27 MARCH 2019
Iris Marhencke, Guest Relations Manager, is a familiar face to many who visit Gleneagles. She’s been a real character around these parts, since stepping into the job in 1992.
A Blue Badge Guide and history buff – with a special interest in Mary, Queen of Scots and The Stuarts – she’s seen many a thing during her time here! Ahead, she shares her favourite facts about Glen, many gleaned from her own guest encounters…
1. A hotel built on strong foundations.
Starting with the actual substance of our dear building, Gleneagles has large amounts of sandstone blocks stemming from a derelict railway viaduct in Wishaw near Glasgow. There’s a fair amount of actual railway sleepers embedded in the floor structure of four corridors, too.
2. The station formerly known as ‘Crieff Junction’.
In the wine cellar, you can still see a winch once used to unload luggage and freight when the railway tracks came to the back of the hotel in 1924 – the beginning of its era. The station was then called Crieff Junction, before being renamed Gleneagles Station.
3. ‘Upstairs Downstairs’ or ‘Downstairs Upstairs’?
Our fourth floor of exclusive two-bedroom Spirit Suites, including the Tower Suite, used to be female staff accommodation. The gents had their rooms outside the main property – not quite ‘Upstairs Downstairs’, more like ‘Downstairs Upstairs’!
4. Those highly collectable postal stamps.
When I first arrived here in 1992, we had a branch of the Bank of Scotland in the hotel, near the reception – very exclusive and convenient. The Essentials Shop also doubled as a Post Office, which had its own sought-after Gleneagles postal stamp.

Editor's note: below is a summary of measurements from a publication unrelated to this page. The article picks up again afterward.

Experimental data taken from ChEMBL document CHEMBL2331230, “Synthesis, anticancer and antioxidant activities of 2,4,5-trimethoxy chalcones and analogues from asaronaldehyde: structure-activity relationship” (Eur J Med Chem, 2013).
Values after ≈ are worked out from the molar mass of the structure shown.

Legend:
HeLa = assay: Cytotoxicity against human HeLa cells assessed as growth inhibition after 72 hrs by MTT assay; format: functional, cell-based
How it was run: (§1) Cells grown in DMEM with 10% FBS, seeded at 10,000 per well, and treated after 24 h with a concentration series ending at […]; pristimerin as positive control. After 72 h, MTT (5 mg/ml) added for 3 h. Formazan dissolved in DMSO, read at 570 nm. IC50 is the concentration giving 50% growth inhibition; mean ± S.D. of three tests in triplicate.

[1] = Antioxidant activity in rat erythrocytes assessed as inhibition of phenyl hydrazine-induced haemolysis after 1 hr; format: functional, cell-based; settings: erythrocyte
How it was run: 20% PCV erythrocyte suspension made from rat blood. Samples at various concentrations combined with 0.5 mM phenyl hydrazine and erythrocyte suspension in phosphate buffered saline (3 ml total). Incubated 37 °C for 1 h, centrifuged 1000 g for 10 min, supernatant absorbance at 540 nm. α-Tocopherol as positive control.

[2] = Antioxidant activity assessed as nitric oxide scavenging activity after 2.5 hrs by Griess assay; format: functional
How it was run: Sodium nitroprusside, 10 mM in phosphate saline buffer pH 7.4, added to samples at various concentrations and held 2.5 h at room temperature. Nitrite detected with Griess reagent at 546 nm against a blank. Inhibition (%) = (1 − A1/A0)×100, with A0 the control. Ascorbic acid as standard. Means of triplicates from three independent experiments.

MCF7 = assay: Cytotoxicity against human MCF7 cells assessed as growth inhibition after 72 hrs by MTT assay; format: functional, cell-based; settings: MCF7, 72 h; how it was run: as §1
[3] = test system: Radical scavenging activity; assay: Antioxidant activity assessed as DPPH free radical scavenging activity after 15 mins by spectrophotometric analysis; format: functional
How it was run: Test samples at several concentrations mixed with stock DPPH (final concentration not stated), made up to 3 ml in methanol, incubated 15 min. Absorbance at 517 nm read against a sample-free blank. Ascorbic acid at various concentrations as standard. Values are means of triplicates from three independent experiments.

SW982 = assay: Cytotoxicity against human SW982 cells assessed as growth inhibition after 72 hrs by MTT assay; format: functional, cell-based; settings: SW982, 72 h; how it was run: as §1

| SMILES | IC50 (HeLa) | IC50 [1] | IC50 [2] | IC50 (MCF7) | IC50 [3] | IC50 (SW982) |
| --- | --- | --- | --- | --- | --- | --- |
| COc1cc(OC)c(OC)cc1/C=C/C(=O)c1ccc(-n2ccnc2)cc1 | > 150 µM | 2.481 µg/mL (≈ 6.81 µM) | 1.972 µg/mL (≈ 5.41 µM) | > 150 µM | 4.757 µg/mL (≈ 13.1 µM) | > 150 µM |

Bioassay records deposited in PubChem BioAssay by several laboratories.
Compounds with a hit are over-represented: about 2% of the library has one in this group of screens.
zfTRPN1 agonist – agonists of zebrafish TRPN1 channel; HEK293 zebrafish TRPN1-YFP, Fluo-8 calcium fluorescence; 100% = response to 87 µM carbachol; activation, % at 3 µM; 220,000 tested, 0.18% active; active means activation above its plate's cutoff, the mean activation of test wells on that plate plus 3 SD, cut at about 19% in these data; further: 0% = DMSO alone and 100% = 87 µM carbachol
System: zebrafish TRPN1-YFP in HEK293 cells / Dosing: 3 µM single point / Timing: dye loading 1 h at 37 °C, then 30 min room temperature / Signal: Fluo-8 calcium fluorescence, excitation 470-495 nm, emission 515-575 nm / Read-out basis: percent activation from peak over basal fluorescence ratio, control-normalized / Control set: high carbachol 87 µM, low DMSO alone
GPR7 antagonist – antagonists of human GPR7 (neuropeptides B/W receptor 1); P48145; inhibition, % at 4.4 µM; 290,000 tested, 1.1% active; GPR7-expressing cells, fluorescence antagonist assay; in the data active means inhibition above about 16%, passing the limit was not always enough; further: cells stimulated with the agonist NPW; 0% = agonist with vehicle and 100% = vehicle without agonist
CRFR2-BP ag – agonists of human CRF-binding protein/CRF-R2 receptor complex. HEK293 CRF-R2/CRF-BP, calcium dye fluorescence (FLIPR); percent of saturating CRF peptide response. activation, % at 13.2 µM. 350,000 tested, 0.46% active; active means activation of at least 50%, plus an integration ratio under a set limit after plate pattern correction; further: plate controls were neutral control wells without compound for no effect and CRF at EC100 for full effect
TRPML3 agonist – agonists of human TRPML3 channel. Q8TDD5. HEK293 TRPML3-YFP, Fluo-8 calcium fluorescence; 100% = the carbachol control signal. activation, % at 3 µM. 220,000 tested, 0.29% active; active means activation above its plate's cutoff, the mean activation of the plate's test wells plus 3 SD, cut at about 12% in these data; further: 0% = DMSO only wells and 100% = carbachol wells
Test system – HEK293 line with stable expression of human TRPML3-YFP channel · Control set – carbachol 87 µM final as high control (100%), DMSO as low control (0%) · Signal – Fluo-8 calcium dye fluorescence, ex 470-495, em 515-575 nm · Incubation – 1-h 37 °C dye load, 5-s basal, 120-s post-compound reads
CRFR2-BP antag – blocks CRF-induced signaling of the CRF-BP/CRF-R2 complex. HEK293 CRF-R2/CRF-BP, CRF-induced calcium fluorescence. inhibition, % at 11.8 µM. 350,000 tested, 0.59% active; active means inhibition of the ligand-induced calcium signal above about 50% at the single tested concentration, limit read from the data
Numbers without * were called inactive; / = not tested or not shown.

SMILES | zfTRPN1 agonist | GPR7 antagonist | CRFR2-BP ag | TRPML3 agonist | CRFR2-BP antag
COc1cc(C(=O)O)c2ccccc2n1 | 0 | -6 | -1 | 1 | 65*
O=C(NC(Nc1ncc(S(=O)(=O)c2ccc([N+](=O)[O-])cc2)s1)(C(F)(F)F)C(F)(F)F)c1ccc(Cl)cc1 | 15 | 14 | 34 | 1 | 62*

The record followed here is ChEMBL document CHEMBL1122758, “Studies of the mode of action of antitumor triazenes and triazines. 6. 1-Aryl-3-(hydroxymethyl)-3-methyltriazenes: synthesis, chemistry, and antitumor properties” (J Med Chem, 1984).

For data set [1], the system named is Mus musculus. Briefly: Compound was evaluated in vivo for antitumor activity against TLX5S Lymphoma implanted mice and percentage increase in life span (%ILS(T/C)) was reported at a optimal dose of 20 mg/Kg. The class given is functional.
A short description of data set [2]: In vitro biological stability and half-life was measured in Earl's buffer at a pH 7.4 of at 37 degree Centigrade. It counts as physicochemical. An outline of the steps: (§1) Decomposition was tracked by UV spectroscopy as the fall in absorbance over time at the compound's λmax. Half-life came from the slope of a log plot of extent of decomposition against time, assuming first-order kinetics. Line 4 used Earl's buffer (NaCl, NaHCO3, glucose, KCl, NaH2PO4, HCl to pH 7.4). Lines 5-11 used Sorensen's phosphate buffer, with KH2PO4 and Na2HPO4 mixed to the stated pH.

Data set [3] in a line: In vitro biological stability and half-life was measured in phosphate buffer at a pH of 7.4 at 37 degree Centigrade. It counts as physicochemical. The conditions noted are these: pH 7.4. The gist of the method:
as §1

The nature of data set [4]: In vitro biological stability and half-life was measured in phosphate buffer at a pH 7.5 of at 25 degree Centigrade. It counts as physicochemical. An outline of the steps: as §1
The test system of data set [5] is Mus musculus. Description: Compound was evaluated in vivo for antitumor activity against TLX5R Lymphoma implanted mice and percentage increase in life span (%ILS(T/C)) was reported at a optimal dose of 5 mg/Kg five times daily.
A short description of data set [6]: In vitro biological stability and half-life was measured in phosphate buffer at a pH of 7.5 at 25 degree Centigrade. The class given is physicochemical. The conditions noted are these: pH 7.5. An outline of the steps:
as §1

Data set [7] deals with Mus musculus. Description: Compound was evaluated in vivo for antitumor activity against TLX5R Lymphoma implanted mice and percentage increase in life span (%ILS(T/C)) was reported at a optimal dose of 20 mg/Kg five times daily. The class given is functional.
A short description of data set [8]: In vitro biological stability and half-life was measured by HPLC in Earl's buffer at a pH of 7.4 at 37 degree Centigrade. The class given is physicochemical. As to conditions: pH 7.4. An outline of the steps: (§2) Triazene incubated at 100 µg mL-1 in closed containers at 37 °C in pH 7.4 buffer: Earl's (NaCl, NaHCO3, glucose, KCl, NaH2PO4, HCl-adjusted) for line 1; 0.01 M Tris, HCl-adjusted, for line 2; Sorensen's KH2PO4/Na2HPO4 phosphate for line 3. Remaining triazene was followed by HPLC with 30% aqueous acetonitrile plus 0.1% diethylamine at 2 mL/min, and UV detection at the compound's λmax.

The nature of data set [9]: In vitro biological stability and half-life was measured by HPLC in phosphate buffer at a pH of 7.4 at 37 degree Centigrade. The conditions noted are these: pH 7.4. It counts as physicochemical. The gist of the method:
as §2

5. And our very own Harvey Nicks.
In 1992, we also had the only Harvey Nichols shop outside of London in our Shopping Arcade. It had a lot of non-residents as loyal customers.
6. An ode to the labourers.
The stone cairn above the King’s Course, which one can see from Auchterarder 70 and The Dormy, is not a memorial cairn to Queen Victoria, nor to one of her jubilees, but a monument to the labourers and workers who built the King’s and Queen’s Course in 1919 by hand with shovel and carts.
7. That time Oasis almost shattered the Ballroom glass.
In 1994, Sony took over the whole hotel for an event showcasing new UK bands – one being Oasis. The sound nearly blasted the Ballroom roof off.
8. Toddlers who live in glass lobbies should not tee off.
During one of the annual Bell’s Scottish Open golf competitions, which were internationally recognised and featured all the elite golfers of the ‘90s, we had the late Seve Ballesteros staying with his family. His 3-year-old spent a long time “teeing off” in the lobby with his own tailor-made golf clubs, doing a great job and having us fear for all the glass in the revolving door and windows.
9. Red Arrows up ahead.
During the early ‘90s, we had an event whereby the chairmen and CEOs of the American airline industry took over the whole hotel. As a special surprise, the famous Red Arrows came flying in formation through the Glen Devon valley opposite us, heading straight for the hotel. Staff watched it from the tennis court area, which was absolutely unbelievable.
10. When world leaders dropped in for the G8 Summit…
During the G8 in 2005, the only two countries who insisted on flying in their presidential cars were Russia and United States of America – to drive half a mile from The Dormy House to the front entrance of the hotel.
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